The Soong Sisters (film)

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The Soong Sisters
SoongSistersfilm.jpg
DVD cover art
Traditional 宋家皇朝
Simplified 宋家皇朝
Mandarin Sòng Jiā Huáng Cháo
Cantonese Sung3 Gaa1 Wong4 Ciu4
Directed by Mabel Cheung
Produced by Raymond Chow
Ng See-yuen
Written by Alex Law
Starring Maggie Cheung
Michelle Yeoh
Vivian Wu
Music by Kitarō, Randy Miller
Cinematography Arthur Wong
Edited by Mei Feng
Production
company
Golden Harvest
More Team
Distributed by Golden Harvest
Fuji Television Network
Pony Canyon
Mei Ah Entertainment
More Team International Ltd. Production
Release dates
  • 21 May 1997 (1997-05-21)
Running time 140 minutes
Country Hong Kong
Language Cantonese
Mandarin

The Soong Sisters is a 1997 Hong Kong historical drama film based on the lives of the Soong sisters from 1911 to 1949. The sisters married the most important historical figures—Sun Yat-sen, Chiang Kai-shek and K'ung Hsiang-hsi—in the founding of the Republic of China, making their family the focal point of every major decision made in modern Chinese history. Directed by Mabel Cheung, the film starred Maggie Cheung, Michelle Yeoh and Vivian Wu as the sisters.

Plot[edit]

The film opens with a scene of the three Soong sisters in their childhood in the late Qing dynasty. Their father, Charlie Soong, demonstrates the wealth and prestige of his family by running one of the most successful printing businesses. The sisters later travel abroad to attend Wesleyan College in Macon, Georgia, United States.

Of the three sisters, the eldest, Soong Ai-ling, is the first to get married in 1914. Her husband is K'ung Hsiang-hsi, a wealthy banker.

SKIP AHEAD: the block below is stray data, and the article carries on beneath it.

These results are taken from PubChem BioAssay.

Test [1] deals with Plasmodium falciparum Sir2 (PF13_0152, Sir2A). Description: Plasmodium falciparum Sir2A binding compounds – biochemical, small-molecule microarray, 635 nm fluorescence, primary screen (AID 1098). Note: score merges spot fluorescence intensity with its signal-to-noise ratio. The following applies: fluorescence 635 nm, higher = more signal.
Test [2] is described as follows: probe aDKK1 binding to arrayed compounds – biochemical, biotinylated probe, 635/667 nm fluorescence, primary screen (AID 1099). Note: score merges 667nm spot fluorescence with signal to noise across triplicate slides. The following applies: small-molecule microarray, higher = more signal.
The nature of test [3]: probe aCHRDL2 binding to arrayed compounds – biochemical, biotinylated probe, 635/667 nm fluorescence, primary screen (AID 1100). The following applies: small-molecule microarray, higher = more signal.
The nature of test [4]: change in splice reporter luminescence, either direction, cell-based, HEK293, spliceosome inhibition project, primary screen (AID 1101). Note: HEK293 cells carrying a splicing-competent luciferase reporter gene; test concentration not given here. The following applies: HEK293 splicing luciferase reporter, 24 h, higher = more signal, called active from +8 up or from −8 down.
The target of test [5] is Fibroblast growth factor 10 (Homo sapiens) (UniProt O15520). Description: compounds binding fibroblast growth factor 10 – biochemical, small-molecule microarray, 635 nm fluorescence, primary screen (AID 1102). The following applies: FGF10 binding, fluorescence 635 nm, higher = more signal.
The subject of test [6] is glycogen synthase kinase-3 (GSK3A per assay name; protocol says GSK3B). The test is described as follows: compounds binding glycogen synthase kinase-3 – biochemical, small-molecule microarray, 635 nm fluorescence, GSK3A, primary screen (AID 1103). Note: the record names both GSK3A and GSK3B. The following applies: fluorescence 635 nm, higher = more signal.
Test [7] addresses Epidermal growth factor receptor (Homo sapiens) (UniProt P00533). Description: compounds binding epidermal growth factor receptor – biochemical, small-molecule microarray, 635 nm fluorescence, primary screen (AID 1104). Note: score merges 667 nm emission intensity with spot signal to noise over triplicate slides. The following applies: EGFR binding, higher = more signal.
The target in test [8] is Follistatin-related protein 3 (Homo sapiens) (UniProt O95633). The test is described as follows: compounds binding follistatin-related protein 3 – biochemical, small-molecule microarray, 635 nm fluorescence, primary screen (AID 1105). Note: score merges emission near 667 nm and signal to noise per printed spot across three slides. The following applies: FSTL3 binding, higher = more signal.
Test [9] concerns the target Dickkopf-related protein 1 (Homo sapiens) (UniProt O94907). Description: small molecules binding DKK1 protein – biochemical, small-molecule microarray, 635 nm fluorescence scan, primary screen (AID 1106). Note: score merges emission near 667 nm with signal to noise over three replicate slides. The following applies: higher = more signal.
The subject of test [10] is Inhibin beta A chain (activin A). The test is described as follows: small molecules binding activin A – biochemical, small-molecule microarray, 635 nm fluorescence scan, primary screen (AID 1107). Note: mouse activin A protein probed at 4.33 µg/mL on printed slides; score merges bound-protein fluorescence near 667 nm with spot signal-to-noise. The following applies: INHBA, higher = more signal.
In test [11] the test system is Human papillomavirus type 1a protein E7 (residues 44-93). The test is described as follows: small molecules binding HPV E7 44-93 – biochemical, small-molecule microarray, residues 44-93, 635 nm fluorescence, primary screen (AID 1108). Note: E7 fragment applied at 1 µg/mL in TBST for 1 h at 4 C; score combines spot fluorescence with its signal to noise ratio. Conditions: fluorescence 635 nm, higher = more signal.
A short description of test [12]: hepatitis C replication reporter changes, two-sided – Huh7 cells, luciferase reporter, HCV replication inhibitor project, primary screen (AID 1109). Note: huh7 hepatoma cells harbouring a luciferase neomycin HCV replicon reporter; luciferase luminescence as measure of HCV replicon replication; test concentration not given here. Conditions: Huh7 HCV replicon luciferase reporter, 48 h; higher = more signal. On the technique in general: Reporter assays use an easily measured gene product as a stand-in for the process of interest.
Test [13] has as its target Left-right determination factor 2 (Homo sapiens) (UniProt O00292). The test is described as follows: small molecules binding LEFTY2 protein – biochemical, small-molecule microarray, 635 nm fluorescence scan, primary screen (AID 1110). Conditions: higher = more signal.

Sun Yat-sen is a fugitive of the weakening Qing government and he lives in exile in Japan. He weds Soong Ching-ling, despite stern opposition from Charlie Soong. After the Qing dynasty is overthrown by the Xinhai Revolution in 1911, Sun becomes the Republic of China's first provisional president and founds the Kuomintang (Nationalist Party). Sun dies of liver cancer in 1925 and leaves his wife with his dying wish of Chinese reunification.

Chiang Kai-shek succeeds Sun Yat-sen as the new chief of the Kuomintang. In 1927, he marries Soong May-ling, the youngest of the three sisters. The Chiang couple oppose the Communist Party. The widowed Soong Ching-ling often quarrels with the family, accusing Chiang Kai-shek and his followers of persecuting the Communists and hindering the Chinese reunification. She leaves the Kuomintang and openly voices dissent against Chiang. The three sisters were hardly reunited again, except at their parents' deathbeds and on other special occasions.

While the Kuomintang and Communists are fighting with each other, the Empire of Japan takes advantage of the situation to invade China in the 1930s. In 1936, Chiang Kai-shek is kidnapped by Zhang Xueliang in the Xi'an Incident. He is forced to make peace with the Communists and focus on dealing with the Japanese invaders, leading to the Second Sino-Japanese War. The Chinese Civil War continues after the Japanese surrender in 1945 until around late 1949.

The film ends with actual footage of the Kuomintang relocating the government of the Republic of China to Taiwan, and a quick glimpse of Communist leader Mao Zedong proclaiming the People's Republic of China on 1 October 1949 in Beijing.